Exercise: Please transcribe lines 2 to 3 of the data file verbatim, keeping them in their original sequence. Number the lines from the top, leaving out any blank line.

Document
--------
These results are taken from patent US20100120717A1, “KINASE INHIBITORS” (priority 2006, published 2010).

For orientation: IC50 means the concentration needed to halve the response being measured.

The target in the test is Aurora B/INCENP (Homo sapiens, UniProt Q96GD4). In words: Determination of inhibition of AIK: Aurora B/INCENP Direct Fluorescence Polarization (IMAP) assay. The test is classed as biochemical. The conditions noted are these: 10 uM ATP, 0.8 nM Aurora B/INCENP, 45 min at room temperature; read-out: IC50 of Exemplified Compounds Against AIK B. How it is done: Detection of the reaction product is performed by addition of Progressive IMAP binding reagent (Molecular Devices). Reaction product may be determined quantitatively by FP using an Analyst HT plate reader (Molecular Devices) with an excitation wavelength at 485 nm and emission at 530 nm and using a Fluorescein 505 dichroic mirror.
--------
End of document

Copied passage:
For orientation: IC50 means the concentration needed to halve the response being measured.

The target in the test is Aurora B/INCENP (Homo sapiens, UniProt Q96GD4). In words: Determination of inhibition of AIK: Aurora B/INCENP Direct Fluorescence Polarization (IMAP) assay. The test is classed as biochemical. The conditions noted are these: 10 uM ATP, 0.8 nM Aurora B/INCENP, 45 min at room temperature; read-out: IC50 of Exemplified Compounds Against AIK B. How it is done: Detection of the reaction product is performed by addition of Progressive IMAP binding reagent (Molecular Devices). Reaction product may be determined quantitatively by FP using an Analyst HT plate reader (Molecular Devices) with an excitation wavelength at 485 nm and emission at 530 nm and using a Fluorescein 505 dichroic mirror.